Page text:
Based on overseas experience, NZCID has made four recommendations for best practice infrastructure planning.
The Resource Management Act's "effects-based" regime lacks strategy and fails to ensure alignment between land use planning and funding, and delivery of development and infrastructure.
The balance of the RMA is primarily concerned with the adverse impacts of development, evaluated almost entirely through an environmental lens.
The length of time projects take to go through the planning and consenting processes, the complexity of the process, the range of legislative criteria involved, and the costs of consequent delays is a major concern for New Zealand.
Implement less rigid, overlapping and time consuming statutory processes.
2. National Leadership
A distinct lack of leadership and a high-level infrastructure strategy was a major hindrance in New Zealand compared with what NZCID has seen overseas.
"The New Zealand Government does not formally identify growth priorities or provide funding or other resources to accommodate long-term growth ," says NZCID chief executive, Stephen Selwood. "Successive governments have chosen instead to define and redefine the purpose and responsibility of local government. It is not clear what the Government's planning priorities are or what the expectation is of local government to promote national direction."
Recommendation: Instead of constantly moving the goalposts for local government, an aligned strategy between local and central government would co-ordinate infrastructure planning and development.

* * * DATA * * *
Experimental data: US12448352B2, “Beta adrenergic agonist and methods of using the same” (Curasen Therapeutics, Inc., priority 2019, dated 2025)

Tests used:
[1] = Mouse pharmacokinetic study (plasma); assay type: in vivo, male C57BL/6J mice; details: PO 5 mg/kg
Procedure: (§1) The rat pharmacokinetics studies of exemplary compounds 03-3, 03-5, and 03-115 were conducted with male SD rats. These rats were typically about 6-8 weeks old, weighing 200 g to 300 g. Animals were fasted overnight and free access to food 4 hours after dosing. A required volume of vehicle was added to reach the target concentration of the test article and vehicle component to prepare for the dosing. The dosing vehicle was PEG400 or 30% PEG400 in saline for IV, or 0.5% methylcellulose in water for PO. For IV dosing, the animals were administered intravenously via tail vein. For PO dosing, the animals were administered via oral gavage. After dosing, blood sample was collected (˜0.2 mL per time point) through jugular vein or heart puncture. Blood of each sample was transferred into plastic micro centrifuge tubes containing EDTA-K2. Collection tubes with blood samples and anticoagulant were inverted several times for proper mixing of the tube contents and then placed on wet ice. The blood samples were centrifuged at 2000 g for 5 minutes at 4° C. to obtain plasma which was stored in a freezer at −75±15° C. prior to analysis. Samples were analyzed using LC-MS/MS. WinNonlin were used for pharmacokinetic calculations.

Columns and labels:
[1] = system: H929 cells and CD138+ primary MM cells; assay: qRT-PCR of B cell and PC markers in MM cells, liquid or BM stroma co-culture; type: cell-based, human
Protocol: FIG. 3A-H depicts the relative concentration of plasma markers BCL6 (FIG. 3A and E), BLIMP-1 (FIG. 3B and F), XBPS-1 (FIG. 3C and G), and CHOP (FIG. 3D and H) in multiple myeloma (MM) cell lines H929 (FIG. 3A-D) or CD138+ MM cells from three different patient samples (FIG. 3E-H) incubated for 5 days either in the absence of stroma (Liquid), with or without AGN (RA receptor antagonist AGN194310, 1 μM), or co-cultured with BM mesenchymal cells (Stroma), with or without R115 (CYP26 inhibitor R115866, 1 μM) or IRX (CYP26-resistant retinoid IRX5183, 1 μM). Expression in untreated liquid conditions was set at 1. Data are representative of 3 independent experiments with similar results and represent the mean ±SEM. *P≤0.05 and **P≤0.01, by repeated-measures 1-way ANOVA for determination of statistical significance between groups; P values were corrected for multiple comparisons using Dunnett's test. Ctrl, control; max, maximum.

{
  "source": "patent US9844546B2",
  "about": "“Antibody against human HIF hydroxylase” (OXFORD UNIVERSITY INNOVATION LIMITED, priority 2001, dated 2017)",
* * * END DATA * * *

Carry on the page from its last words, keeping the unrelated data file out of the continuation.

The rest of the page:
Selwood says requiring ministerial sign-off on all regional plans would commit the Government to co-founding agreed plans and stymie investment creep in growth areas with high demand for new services.
3. Transport Funding
This is one area where New Zealand was identified as having a world-class system and one of the most "evolved and efficient in the world". Fuel taxes, road user charges and vehicle licensing fees are fully hypothecated to transport spending and managed by a semi-independent national authority -- the New Zealand Transport Agency. Selwood says, however, that the strength of the funding system is also its weakness.
"The integrity of user pays depends on a robust relationship between those who pay and those who benefit from investment.
"The benefits of transport as an economic and social development tool have been under-represented in project evaluation, with priority given to value-based benefits when making transport decisions. This methodology made it more difficult to push through transport mega-projects because of high-cost, slow-burn effects and requisite changes in behaviour."
Move away from immediate benefit projects to the development of new funding and project criteria to avoid creating artificial barriers to major projects.
4. Value Capture
New Zealand presently lacks an established approach to capturing the value created from new investment in infrastructure or the rights to develop.
Selwood says urban investment, particularly in transport, results in property value change proportionate to the level of amenity conferred upon an affected parcel of land. The potential for land value increase is significant, as much as double the value of land proximate to quality public services. There is a compelling moral case for capturing value created by public capital investment and rezoning.
Recommendation: Allow Government to re-capture some of the value created. Present New Zealand law allows for targeted rates to be applied in the same manner as an area levy, and options around a capital gains tax could also be implemented.